A newspaper in Wisconsin has found that the community’s local sheriff has logged less than two hours in the office in 2013, and only about 22 hours since August. But he says there’s an easy explanation.
The Wausau Daily Herald reviewed public records for Marathon County Sheriff Ron Hoenisch and found he’s only used his key card to access his office at the local courthouse a total of 1.75 hours this year and 376.5 hours last year. The outlet procured the information regarding when Hoenisch’s key card was used to access the courthouse via a public records request. Here’s a summary of the findings:
The report suggests that a criminal investigation — and subsequent guilty verdict — involving Hoenisch’s wife could explain the drop off in acces near the end of 2012:
The time Hoenisch spent in his office dropped dramatically in August, when his wife, Kim, was suspended from her position as a Marathon County probation and parole agent. The Wisconsin Department of Justice began an internal investigation into allegations against Kim Hoenisch that month and filed formal charges against her Dec. 23. Kim Hoenisch, who was found guilty on charges of misconduct in public office, burglary, possession of narcotics and possession of a drug without a prescription, will be sentenced April 25.
In the six months since the investigation into his wife’s criminal activity began, Randy Hoenisch has logged 21.75 hours of work in his office, sparking concern from some local leaders.
But Hoenisch disputes the charges by saying he doesn’t use his key card and instead uses a physical key to access his office.
“This issue of me not spending time in my office came up a few years ago, and after that I started using a key,” he explained to the Daily Herald in a separate follow-up story. “I use it a lot.”
Still, he “declined to provide specific hours or information that would dispute electronic access records” and “did not say whether he routinely worked from home or another location.” The Daily Herald interviewed several other law enforcement officials who said working from home would be nearly impossible because of the demands of the job.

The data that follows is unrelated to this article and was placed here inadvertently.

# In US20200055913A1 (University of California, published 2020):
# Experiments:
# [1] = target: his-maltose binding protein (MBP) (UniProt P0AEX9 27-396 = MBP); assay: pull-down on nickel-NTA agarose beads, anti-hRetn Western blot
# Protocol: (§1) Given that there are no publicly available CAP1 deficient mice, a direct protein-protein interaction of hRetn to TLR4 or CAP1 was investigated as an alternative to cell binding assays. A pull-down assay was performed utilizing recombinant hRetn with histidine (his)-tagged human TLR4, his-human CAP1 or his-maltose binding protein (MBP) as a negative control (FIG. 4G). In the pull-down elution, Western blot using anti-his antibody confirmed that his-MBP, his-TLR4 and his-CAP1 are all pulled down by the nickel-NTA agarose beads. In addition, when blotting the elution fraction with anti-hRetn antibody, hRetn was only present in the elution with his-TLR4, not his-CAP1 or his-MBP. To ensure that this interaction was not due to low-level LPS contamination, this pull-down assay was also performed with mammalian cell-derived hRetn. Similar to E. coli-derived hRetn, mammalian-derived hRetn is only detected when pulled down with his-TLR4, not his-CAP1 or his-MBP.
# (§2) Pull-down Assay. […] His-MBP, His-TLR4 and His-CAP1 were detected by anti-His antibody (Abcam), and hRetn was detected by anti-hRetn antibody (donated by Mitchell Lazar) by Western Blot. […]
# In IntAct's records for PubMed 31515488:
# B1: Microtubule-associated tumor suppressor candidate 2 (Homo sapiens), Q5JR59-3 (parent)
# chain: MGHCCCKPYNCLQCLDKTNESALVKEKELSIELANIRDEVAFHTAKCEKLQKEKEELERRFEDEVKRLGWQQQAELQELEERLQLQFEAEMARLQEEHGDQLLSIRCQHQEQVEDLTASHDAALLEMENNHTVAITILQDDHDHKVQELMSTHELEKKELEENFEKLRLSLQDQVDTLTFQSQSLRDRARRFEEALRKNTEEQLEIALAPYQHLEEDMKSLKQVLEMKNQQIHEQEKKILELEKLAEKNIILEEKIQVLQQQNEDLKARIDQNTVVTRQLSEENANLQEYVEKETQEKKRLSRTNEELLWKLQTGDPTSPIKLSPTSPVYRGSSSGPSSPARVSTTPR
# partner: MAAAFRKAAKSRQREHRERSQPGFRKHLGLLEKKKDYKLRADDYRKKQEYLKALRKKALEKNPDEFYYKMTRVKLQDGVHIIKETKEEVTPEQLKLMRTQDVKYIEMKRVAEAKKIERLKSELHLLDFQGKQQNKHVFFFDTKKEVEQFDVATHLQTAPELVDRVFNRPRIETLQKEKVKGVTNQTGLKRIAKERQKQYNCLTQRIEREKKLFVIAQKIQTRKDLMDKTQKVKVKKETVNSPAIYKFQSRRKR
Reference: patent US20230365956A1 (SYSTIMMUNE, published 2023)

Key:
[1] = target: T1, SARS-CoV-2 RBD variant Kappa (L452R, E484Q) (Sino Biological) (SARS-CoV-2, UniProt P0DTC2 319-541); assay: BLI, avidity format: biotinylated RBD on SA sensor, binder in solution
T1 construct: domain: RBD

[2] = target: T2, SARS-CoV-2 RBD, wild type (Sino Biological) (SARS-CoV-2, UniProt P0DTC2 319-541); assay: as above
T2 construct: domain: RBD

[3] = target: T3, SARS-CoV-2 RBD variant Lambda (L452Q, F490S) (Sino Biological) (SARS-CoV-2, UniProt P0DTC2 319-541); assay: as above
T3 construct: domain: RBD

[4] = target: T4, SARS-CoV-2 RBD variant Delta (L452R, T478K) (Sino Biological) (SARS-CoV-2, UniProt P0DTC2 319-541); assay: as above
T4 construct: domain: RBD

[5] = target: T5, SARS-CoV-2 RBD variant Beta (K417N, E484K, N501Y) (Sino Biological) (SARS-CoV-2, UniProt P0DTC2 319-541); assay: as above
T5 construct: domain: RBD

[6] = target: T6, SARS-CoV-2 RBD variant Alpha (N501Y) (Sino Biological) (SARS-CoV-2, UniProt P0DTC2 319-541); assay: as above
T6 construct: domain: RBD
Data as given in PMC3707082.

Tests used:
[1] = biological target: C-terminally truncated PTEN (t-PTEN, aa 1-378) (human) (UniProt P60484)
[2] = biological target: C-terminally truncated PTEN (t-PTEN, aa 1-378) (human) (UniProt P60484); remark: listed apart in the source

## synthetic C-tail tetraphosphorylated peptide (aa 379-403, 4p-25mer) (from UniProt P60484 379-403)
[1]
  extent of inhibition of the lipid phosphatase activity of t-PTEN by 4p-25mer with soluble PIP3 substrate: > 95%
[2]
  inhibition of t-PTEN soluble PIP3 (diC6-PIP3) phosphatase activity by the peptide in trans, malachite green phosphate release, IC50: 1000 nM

And despite the low logged hours, Chief Deputy Scott Parks said the department continues to run smoothly.
“I speak with the sheriff on a regular basis using either in-person, telephone or electronic means. The frequency depends on the events, incidents and situations taking place,” he told the Daily Herald. “If staff need to have their supervisors and boss hovering over them, then we have failed in making sure the right people are employed here.”
And so far, the “outrage” the Daily Herald teased in its initial story has not led to any action.
“I don’t know legally what we can do about it, but if we hear a lot of concern from the public, maybe it’s time to sit down and talk (with the sheriff),” Gary Wyman, chairman of the Marathon County Board, told the paper. “He’s an elected official, so he answers to the voter, not to me.”
“He’s an elected official, accountable to his constituents, not to me,” Marathon County Public Safety Committee Chairwoman Gina Cornell added. “I don’t believe we can get involved. I don’t believe we should.”
Hoenisch made $97,843 in 2012, the paper notes, making him one of the top four highest paid sheriffs in the state.